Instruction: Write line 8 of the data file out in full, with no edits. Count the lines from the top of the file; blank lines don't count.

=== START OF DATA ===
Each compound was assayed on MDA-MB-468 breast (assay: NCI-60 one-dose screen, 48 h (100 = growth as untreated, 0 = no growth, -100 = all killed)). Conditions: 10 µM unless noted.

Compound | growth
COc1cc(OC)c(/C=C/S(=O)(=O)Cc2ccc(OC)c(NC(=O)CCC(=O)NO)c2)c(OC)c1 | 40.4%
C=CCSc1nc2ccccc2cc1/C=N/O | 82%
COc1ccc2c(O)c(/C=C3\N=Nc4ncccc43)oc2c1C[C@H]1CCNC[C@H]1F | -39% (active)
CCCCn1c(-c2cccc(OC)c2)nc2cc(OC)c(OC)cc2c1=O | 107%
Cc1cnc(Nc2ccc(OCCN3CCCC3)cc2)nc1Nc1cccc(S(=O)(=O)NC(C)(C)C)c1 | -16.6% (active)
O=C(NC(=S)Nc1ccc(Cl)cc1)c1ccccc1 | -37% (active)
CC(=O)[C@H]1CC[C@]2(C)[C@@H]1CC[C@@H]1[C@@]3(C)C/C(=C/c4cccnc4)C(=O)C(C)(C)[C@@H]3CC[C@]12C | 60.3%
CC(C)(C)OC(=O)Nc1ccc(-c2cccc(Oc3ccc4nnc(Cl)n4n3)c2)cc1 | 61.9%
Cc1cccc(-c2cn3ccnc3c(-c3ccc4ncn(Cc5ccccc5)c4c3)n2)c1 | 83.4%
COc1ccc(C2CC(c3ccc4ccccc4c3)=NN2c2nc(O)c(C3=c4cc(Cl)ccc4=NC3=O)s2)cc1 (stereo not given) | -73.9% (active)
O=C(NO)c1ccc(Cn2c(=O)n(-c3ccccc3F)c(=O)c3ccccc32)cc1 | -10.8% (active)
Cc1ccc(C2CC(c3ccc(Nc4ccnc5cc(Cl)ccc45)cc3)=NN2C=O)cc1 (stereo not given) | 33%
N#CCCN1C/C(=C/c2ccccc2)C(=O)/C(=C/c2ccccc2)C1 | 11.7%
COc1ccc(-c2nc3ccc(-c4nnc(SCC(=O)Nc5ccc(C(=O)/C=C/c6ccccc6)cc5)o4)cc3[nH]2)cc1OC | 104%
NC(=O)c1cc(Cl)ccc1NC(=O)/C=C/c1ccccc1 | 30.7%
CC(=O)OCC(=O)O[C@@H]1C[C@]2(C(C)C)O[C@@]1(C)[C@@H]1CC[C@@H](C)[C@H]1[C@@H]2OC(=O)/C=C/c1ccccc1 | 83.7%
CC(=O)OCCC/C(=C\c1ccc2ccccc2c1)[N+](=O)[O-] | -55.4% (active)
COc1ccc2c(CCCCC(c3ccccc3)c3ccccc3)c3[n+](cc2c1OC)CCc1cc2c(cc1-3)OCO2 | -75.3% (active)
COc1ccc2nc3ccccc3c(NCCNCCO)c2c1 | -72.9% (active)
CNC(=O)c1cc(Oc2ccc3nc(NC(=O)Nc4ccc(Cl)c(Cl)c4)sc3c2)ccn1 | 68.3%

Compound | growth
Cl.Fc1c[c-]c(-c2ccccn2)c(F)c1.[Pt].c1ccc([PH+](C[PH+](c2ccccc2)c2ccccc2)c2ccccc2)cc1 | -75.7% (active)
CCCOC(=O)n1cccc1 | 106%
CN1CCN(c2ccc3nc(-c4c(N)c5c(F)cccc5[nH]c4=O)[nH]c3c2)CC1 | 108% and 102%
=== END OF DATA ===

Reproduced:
O=C(NC(=S)Nc1ccc(Cl)cc1)c1ccccc1 | -37% (active)